My little girl is part of the recreation soccer league here in Rockingham. Pre-game, there is a ritualistic gathering of player relatives and supporters.
I don’t know any of these folks, but it sounds like I do once the game starts. That’s because we are all calling out the same advice to our respective daughters on the field, reminding them to stay engaged, to pass, etc. Then we turn to each other and lament a missed goal opportunity. Much of the sideline is over 40 years old, and you can’t be that age at an athletic event and not sometimes talk fitness. The biggest gym enemy is time if you are a parent with a job. That is the one thing I constantly hear.
I remember transitioning from competition running in my 20s to fooling around with boxing and bodybuilding in my 30s and 40s. I gleaned my gym routines from various fitness magazines, knocking out 15 or 20-set workouts per muscle group. I can still exercise like that, but then I don’t go to the gym for three or four days.
At age 50, I’m in charge of many things at work. Then I must get my daughter from school and practice. With so much hanging over my head, the gym becomes pure drudgery that I crowbar into my day. I have to shop and cook and do all kinds of single-dad stuff. Once upon a time, the gym was fun. I enjoyed figuring out what workouts I could pull off and what weight I could handle.
The gym can be fun again if you adjust your perspective.
Are you trying to buff up for that first trip to the beach and out-pose your beer-drinking buddies on Memorial Day weekend?
Do you want to look relatively fit, feel better, and be able to move the occasional piece of furniture without herniating a disc?
Probably. Be honest with yourself, and clarity will find you.
I don’t look much different doing 10-to-12 sets than doing 15-to-20 sets. I’m out of the gym in a half hour if I do one muscle group. So, set slimming is change number one. And if I am going back to the beginning, I’ll consult the man who changed all gym life, Arnold Schwarzenegger.
The paradox of Arnold is that as much as he loved to live in the gym, he was super-efficient and would get out in record time — for an obsessive professional bodybuilder. In many workouts, he used supersets to simultaneously work on corresponding muscle groups, i.e., chest and back.
But if you strip the volume and ferocity out of Arnold’s golden-age workouts and apply them to only one muscle group at a time, you get effective, time-friendly fitness routines.
As per the first edition of “The New Encyclopedia of Modern Bodybuilding,” Arnold would do a set of chin-ups and then go right to a barbell incline press set without rest and repeat this superset four times. The next superset would be a dumbbell fly exercise for the chest that goes right into a set of upright rows for the back. Then he would combine a bench press with more chin-ups. It got crazier from there.
Insanity. I used to do this stuff. If you take Arnold’s principles and focus on only the chest, you get my workout now. Everything is three sets of 10.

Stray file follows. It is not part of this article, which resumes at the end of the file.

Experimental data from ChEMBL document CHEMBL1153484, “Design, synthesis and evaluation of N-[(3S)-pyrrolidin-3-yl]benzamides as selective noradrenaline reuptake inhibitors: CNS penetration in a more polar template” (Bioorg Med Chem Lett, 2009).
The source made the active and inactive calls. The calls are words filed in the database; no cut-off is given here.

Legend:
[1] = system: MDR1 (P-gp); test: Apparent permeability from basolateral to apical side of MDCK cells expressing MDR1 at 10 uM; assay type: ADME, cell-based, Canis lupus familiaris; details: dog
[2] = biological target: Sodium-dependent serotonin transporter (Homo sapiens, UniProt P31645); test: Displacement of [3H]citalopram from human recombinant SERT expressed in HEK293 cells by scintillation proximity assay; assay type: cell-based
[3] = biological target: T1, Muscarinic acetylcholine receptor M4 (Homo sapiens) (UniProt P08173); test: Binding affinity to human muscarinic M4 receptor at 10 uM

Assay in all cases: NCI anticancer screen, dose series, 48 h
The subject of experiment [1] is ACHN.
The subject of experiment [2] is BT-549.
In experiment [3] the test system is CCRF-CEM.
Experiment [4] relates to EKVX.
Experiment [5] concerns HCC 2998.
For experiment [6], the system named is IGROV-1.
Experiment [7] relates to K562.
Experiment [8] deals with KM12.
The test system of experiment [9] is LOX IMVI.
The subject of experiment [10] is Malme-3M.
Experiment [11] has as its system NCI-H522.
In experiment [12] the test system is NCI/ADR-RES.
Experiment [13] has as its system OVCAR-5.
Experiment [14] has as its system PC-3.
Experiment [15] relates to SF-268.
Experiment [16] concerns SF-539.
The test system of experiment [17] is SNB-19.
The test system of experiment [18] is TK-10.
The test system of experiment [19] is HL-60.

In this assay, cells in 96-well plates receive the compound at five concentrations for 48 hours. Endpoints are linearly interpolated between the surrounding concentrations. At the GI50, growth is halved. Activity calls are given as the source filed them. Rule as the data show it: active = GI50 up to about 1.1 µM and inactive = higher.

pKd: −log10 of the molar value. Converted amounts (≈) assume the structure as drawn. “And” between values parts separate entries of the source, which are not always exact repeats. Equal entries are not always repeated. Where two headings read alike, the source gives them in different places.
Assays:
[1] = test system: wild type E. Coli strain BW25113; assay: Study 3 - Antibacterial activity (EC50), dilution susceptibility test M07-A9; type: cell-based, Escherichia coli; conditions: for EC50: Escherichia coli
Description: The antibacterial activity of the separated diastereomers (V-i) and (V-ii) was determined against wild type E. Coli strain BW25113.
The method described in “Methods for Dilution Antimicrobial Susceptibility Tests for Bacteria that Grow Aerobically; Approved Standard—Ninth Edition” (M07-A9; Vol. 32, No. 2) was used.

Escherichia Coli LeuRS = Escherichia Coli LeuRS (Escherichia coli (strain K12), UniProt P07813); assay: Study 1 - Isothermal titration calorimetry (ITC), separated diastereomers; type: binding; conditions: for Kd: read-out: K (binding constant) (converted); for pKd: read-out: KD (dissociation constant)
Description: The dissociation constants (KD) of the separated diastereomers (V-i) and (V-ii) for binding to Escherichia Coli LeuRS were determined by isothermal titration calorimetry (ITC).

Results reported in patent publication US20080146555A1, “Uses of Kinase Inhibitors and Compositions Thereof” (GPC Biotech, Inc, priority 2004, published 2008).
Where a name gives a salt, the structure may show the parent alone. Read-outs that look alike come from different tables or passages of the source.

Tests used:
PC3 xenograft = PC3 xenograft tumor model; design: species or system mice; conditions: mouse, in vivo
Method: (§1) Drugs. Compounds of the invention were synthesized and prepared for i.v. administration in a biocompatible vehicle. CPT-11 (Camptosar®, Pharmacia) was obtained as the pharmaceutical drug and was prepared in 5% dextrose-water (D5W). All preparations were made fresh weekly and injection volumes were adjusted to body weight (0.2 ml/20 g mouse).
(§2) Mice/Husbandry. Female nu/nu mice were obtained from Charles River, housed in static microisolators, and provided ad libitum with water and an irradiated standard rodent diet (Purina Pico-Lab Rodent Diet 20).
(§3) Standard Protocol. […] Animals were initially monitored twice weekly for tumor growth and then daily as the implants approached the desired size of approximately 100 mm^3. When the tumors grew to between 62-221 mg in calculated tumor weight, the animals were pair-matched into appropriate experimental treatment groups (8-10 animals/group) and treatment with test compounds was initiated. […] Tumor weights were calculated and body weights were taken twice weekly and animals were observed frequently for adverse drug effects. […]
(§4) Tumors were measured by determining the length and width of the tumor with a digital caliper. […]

Machine Bench Press superset with the pec-dec fly machine
Incline dumbbell press
Time elapsed: 30 minutes.
Arnold worked his shoulders all by themselves, but he applied a tri-set principle that you can see in my back workout.
Tri-set (2 sets of 10 reps):
Lat pulldown via a cable machine
Lat pullover via the same cable machine
Seated row via cable machine
Superset (3 sets of 10 reps)
Bent-over dumbbell rows
Hyperextensions for the lower back
Time elapsed: 35 minutes.
Upon a second open-heart surgery in 2018, Arnold’s doctors advised that it was time for him to give up lifting hefty weight. Thus, he started incorporating machines into his workouts more than ever.
Machines and dumbbells are wonderful. Machines are easier on your aging joints, and many times there is no loading and unloading of plates. Just set the weight, do your sets, wipe it down and move on. Dumbbells are grab-and-go as well. I don’t need to load an Olympic bar and deadlift at my age. I can work my lower back on a hyperextension bench with a dumbbell.
A high-efficiency approach reinvigorated WWE Hall-of-Famer Steve Austin. He retired in 2003 due to many injuries, including a broken neck.
For three years, Steve remained in a funk, “livin’ off beer and enchiladas” (which sounds lovely), before talking himself back into the gym and pursuing movies. In 2010 he was working with Sylvester Stallone on “The Expendables.” He looked better than when he wrestled, and Steve bragged in multiple interviews about how fast he could get in and out of the gym.
Here is Steve Austin’s eight-set Thursday:
Do 6-10 reps x 2 sets of each of the following:
There are three 24-hour gyms in Rockingham. With the responsibilities of age and parenting, you need that flexibility. Also, it is more courteous and practical to superset during non-peak hours. There are a few guys at my gym roughly the same age. We see each other in the odd hours — 5 a.m., late evening, smack in the middle of lunch hour. We’re all in the same boat, whether shift work or dad duties.
We’re not walking around with Avenger physiques, sporting grapefruit-size shoulders, but we older fellas are holding it down. I think I speak for anyone over 50 that it is not exactly a compliment when someone says, “you look good for your age.” That sounds like, “You look good for someone who shouldn’t look good.”
Last week I spent five efficient days (roughly 2.5 hours) at the gym and hit every muscle group. On day one, I finished my back workout in 35 minutes and jumped back in the car. I thought I’d do that same workout next week but with heavier weights and fewer repetitions. It was easy yet productive, and I was psyched for tomorrow.
For the first time in years I declared, “I’ll be back.”
Then I got a beer and an enchilada at the Taco Factory.
Sean Patrick Smith is a freelance columnist and author of “Three Miles of Eden.” A catalogue of his work can be found on seanpatricksmith.com